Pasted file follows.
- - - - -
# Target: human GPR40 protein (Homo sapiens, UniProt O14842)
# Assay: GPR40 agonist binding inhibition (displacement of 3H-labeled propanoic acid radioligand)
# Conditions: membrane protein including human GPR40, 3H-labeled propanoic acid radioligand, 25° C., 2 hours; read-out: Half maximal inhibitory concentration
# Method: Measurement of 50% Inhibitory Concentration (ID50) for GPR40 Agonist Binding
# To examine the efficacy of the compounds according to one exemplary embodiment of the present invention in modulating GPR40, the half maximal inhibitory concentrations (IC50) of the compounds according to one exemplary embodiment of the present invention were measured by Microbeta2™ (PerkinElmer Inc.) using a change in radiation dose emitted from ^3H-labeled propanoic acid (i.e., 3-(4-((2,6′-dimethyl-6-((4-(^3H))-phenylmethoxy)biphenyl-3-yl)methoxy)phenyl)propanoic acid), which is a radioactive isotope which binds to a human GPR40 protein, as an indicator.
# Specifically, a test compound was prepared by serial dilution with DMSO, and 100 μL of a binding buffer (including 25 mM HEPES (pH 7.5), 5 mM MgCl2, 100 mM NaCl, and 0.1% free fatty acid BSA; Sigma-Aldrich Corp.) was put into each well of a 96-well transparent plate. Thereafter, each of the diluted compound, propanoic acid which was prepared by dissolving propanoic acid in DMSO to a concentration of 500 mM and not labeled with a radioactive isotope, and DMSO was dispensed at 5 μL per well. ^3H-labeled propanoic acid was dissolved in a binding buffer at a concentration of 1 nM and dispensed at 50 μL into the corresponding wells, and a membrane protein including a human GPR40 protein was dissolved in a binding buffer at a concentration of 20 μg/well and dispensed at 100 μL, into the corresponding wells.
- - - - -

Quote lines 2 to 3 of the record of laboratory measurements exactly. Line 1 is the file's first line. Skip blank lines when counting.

# Assay: GPR40 agonist binding inhibition (displacement of 3H-labeled propanoic acid radioligand)
# Conditions: membrane protein including human GPR40, 3H-labeled propanoic acid radioligand, 25° C., 2 hours; read-out: Half maximal inhibitory concentration